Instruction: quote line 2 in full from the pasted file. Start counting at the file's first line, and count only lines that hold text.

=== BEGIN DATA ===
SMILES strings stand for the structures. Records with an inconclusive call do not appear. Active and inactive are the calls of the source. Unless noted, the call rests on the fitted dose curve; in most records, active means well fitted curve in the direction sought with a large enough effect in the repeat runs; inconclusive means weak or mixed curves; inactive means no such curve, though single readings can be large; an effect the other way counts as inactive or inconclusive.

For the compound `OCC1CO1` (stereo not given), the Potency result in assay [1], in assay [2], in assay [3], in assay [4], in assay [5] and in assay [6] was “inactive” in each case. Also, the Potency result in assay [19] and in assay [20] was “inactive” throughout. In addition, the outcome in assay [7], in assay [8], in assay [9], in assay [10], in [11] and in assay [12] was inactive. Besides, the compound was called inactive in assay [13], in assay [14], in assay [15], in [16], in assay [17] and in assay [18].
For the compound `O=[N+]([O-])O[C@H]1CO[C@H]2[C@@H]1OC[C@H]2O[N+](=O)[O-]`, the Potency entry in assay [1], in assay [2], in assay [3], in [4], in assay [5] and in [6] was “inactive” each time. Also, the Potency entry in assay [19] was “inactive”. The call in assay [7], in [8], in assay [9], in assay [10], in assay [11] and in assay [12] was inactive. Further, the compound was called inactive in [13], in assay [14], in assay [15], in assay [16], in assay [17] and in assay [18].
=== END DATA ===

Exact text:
For the compound `OCC1CO1` (stereo not given), the Potency result in assay [1], in assay [2], in assay [3], in assay [4], in assay [5] and in assay [6] was “inactive” in each case. Also, the Potency result in assay [19] and in assay [20] was “inactive” throughout. In addition, the outcome in assay [7], in assay [8], in assay [9], in assay [10], in [11] and in assay [12] was inactive. Besides, the compound was called inactive in assay [13], in assay [14], in assay [15], in [16], in assay [17] and in assay [18].